History - Local History
During the first year students attend lectures and seminars at UL and MIC on Wednesday evenings during the two 12-week semesters. In the second year, the students complete a dissertation of approximately 18,000 words.
Key themes in the programme include:
- The goals of local history; strengths and weaknesses
- The relationship between local, regional and national histories
- Evaluating sources: versatility, limitations and applications
- Events in local histories: descriptions, narrative and analysis
- The use of numerical and cartographic data in local history
- Sources in local and national archives
- Using oral evidence and beáloideas in local history
- Using material culture and historical archaeology in local history
Research topics are identified during the first year. Ongoing research conducted under faculty supervision is reviewed in seminars during the second year. Assessment includes assignments (continuous assessment), attendance and participation at seminars and the dissertation.
While graduates of this MA are well placed to pursue a multiplicity of career pathways, the programme has provide to be of particular value to:
- Primary and Secondary Teachers
- Librarians and Archivists
- Those who want to research local history for its own sake
The programme is also suitable for those who wish to develop research skills prior to undertaking a PhD programme.
People living and working in a particular locality during a specific period provide the focus of this course. Local history is less about the events of national history, such as war or elections as they occurred in a particular locality, and more about the unique circumstances and events in the lives of ordinary people.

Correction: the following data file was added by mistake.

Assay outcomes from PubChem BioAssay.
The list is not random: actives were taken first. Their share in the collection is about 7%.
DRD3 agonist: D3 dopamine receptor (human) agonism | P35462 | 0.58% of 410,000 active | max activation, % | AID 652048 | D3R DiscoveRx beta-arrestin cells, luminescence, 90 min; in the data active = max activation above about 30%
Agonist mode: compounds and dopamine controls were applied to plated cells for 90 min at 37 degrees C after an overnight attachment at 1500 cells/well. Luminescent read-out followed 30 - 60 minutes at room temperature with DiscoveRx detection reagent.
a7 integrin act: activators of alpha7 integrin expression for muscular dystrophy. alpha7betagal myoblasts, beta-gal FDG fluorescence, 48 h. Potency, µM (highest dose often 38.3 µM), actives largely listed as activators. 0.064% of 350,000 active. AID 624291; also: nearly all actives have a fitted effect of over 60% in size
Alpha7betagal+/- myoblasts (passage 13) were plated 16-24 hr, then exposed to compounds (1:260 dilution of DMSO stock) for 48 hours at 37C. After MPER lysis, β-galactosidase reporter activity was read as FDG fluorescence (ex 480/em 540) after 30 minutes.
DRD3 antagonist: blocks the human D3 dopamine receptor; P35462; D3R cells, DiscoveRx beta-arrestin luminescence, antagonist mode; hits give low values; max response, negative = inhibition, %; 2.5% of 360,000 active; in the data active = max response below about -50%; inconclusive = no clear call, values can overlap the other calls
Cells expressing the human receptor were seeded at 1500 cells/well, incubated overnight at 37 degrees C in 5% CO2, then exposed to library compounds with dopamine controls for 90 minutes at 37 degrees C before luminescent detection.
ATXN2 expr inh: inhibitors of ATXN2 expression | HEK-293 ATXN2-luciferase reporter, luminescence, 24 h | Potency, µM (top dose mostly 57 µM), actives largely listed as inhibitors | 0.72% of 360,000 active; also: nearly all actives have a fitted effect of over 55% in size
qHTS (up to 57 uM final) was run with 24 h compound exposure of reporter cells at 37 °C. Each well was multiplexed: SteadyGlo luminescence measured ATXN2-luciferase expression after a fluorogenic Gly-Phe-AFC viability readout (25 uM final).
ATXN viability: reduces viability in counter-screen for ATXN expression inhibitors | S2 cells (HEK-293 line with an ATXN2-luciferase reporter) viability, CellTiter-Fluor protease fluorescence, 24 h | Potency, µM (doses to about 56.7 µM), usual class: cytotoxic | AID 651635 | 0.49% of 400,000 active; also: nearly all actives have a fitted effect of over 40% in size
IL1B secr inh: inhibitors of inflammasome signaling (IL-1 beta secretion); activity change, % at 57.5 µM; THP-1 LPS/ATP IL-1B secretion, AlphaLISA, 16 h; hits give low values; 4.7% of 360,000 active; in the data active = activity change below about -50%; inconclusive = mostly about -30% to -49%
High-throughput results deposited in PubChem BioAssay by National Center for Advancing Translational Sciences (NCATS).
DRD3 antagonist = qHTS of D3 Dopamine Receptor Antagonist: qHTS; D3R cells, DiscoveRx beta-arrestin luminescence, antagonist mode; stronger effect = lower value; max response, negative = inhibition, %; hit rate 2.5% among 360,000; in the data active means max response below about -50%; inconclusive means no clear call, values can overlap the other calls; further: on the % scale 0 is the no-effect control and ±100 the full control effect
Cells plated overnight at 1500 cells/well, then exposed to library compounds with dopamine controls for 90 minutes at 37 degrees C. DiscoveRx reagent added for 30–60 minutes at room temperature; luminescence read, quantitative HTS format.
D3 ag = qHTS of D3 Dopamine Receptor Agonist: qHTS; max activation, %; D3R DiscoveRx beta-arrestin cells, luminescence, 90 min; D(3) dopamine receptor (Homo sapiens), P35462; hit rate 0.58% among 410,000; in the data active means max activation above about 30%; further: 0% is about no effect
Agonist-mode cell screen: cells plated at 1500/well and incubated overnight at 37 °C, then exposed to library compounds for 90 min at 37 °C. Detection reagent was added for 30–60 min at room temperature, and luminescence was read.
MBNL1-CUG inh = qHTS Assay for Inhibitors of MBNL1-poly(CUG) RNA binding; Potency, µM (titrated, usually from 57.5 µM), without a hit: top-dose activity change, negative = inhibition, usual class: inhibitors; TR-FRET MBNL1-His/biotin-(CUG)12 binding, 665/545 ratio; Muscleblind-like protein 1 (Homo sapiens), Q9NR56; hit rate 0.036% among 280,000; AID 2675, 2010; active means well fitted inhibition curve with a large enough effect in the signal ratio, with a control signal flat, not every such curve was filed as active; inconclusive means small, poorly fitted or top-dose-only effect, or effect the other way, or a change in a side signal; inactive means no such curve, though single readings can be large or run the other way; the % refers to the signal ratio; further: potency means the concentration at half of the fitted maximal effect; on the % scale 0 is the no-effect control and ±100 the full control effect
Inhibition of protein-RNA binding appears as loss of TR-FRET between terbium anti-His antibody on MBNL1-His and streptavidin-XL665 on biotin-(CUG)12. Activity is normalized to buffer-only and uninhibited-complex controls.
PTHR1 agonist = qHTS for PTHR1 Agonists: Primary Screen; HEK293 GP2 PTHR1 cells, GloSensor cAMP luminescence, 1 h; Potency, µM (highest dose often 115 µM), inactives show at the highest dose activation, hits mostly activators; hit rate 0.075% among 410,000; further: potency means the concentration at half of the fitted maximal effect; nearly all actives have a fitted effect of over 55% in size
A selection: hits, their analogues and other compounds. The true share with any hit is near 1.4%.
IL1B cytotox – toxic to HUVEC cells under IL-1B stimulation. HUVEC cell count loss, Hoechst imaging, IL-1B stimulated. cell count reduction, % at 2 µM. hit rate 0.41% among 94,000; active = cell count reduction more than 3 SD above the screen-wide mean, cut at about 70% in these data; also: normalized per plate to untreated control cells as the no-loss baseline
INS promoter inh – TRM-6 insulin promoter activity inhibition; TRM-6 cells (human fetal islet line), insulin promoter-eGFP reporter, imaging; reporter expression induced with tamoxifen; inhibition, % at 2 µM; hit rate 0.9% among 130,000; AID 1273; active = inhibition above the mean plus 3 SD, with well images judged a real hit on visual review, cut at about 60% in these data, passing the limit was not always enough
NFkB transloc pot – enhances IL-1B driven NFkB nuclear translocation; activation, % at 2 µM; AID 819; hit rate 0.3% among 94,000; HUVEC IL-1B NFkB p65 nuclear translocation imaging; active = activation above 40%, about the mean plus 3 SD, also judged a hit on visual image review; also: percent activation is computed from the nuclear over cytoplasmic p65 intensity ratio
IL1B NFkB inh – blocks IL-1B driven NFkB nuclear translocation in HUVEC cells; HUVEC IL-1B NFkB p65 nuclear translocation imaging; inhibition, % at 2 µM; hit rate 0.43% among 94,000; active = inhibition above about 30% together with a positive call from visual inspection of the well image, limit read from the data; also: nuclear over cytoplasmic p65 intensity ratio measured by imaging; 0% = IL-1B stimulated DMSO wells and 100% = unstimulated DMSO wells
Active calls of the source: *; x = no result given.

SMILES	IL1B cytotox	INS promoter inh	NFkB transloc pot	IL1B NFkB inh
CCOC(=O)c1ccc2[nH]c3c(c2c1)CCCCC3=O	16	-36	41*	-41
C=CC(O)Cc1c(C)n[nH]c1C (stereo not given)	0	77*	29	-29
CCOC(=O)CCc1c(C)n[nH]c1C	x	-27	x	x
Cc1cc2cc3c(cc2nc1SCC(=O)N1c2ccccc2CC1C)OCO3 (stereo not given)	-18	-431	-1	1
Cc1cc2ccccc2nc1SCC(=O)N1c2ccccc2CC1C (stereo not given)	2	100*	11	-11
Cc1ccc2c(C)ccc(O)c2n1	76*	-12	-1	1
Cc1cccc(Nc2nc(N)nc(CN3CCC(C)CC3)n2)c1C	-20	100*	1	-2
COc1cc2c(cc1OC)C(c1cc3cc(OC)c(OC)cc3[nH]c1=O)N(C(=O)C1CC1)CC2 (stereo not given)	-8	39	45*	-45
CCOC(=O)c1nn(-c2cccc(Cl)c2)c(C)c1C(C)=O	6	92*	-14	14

Applicants should normally have a primary degree in a relevant discipline such as history, archaeology, geography or Irish Studies, with at least second-class honours.
Applicants with approved equivalent qualifications who have substantial experience in history research (such as appropriate publications) or relevant professional or work experience may also be considered for admission.
English Language Requirements
Applicants for whom English is not a first language must provide evidence of their proficiency level English in the form of an IELTS (International English Language Testing System) composite score of 6.5 – 7.0 with no less than 6.0 in any one component, or IELTS equivalent accepted by UL. Such applicants will also be required to undergo an interview through English.
How to Apply
Application to the MA in Local History is via the University of Limerick online application system.
Please note that this programme accepts new students in every second year. The next intake will take place in September 2024.
2 years part-time. Delivery Mode: Blended.
The next intake for this programme will be September 2024.
Post Course Info
The programme is also suitable for those who wish to develop research skills prior to undertaking a PhD programme